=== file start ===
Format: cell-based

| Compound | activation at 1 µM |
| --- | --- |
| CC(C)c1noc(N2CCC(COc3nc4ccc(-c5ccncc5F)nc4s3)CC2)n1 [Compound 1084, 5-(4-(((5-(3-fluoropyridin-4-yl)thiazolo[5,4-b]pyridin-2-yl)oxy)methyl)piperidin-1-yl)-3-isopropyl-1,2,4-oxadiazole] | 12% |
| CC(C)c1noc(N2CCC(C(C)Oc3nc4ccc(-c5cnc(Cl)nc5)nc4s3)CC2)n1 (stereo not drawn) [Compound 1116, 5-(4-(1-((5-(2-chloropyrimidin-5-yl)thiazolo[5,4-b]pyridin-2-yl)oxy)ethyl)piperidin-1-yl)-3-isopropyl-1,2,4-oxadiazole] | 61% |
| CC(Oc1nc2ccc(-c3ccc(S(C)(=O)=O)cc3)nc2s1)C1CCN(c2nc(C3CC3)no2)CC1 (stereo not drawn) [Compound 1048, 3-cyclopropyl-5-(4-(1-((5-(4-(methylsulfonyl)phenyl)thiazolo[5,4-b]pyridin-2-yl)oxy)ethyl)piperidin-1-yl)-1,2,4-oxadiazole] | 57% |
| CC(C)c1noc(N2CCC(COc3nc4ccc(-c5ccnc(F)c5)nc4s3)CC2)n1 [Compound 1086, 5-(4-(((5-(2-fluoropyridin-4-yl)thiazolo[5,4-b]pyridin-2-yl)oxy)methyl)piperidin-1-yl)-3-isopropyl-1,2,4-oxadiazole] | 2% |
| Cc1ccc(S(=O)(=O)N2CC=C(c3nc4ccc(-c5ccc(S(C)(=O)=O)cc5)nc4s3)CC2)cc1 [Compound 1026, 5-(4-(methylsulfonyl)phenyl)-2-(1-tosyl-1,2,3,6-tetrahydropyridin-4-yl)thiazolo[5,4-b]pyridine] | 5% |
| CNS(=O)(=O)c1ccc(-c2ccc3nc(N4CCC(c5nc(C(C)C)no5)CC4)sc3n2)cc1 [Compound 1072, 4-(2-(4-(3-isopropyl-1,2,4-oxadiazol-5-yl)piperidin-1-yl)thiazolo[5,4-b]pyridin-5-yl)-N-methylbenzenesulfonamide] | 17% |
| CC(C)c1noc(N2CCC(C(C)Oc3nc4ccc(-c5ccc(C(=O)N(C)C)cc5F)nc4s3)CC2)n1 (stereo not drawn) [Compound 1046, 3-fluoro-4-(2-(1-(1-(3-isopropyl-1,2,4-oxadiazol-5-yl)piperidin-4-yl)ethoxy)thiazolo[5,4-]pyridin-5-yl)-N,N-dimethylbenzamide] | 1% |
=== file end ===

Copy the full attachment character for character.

Format: cell-based

| Compound | activation at 1 µM |
| --- | --- |
| CC(C)c1noc(N2CCC(COc3nc4ccc(-c5ccncc5F)nc4s3)CC2)n1 [Compound 1084, 5-(4-(((5-(3-fluoropyridin-4-yl)thiazolo[5,4-b]pyridin-2-yl)oxy)methyl)piperidin-1-yl)-3-isopropyl-1,2,4-oxadiazole] | 12% |
| CC(C)c1noc(N2CCC(C(C)Oc3nc4ccc(-c5cnc(Cl)nc5)nc4s3)CC2)n1 (stereo not drawn) [Compound 1116, 5-(4-(1-((5-(2-chloropyrimidin-5-yl)thiazolo[5,4-b]pyridin-2-yl)oxy)ethyl)piperidin-1-yl)-3-isopropyl-1,2,4-oxadiazole] | 61% |
| CC(Oc1nc2ccc(-c3ccc(S(C)(=O)=O)cc3)nc2s1)C1CCN(c2nc(C3CC3)no2)CC1 (stereo not drawn) [Compound 1048, 3-cyclopropyl-5-(4-(1-((5-(4-(methylsulfonyl)phenyl)thiazolo[5,4-b]pyridin-2-yl)oxy)ethyl)piperidin-1-yl)-1,2,4-oxadiazole] | 57% |
| CC(C)c1noc(N2CCC(COc3nc4ccc(-c5ccnc(F)c5)nc4s3)CC2)n1 [Compound 1086, 5-(4-(((5-(2-fluoropyridin-4-yl)thiazolo[5,4-b]pyridin-2-yl)oxy)methyl)piperidin-1-yl)-3-isopropyl-1,2,4-oxadiazole] | 2% |
| Cc1ccc(S(=O)(=O)N2CC=C(c3nc4ccc(-c5ccc(S(C)(=O)=O)cc5)nc4s3)CC2)cc1 [Compound 1026, 5-(4-(methylsulfonyl)phenyl)-2-(1-tosyl-1,2,3,6-tetrahydropyridin-4-yl)thiazolo[5,4-b]pyridine] | 5% |
| CNS(=O)(=O)c1ccc(-c2ccc3nc(N4CCC(c5nc(C(C)C)no5)CC4)sc3n2)cc1 [Compound 1072, 4-(2-(4-(3-isopropyl-1,2,4-oxadiazol-5-yl)piperidin-1-yl)thiazolo[5,4-b]pyridin-5-yl)-N-methylbenzenesulfonamide] | 17% |
| CC(C)c1noc(N2CCC(C(C)Oc3nc4ccc(-c5ccc(C(=O)N(C)C)cc5F)nc4s3)CC2)n1 (stereo not drawn) [Compound 1046, 3-fluoro-4-(2-(1-(1-(3-isopropyl-1,2,4-oxadiazol-5-yl)piperidin-4-yl)ethoxy)thiazolo[5,4-]pyridin-5-yl)-N,N-dimethylbenzamide] | 1% |